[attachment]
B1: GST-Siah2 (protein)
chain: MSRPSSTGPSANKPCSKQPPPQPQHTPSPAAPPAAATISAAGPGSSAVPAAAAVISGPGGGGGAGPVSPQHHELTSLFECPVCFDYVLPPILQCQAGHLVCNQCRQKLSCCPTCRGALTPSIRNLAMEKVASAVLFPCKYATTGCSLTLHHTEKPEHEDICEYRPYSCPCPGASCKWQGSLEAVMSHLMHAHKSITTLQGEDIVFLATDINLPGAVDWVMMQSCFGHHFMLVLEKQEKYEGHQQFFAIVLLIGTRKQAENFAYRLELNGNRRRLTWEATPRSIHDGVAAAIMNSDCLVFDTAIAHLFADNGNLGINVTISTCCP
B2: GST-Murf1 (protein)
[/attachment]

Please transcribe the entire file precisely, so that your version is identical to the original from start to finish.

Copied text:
B1: GST-Siah2 (protein)
chain: MSRPSSTGPSANKPCSKQPPPQPQHTPSPAAPPAAATISAAGPGSSAVPAAAAVISGPGGGGGAGPVSPQHHELTSLFECPVCFDYVLPPILQCQAGHLVCNQCRQKLSCCPTCRGALTPSIRNLAMEKVASAVLFPCKYATTGCSLTLHHTEKPEHEDICEYRPYSCPCPGASCKWQGSLEAVMSHLMHAHKSITTLQGEDIVFLATDINLPGAVDWVMMQSCFGHHFMLVLEKQEKYEGHQQFFAIVLLIGTRKQAENFAYRLELNGNRRRLTWEATPRSIHDGVAAAIMNSDCLVFDTAIAHLFADNGNLGINVTISTCCP
B2: GST-Murf1 (protein)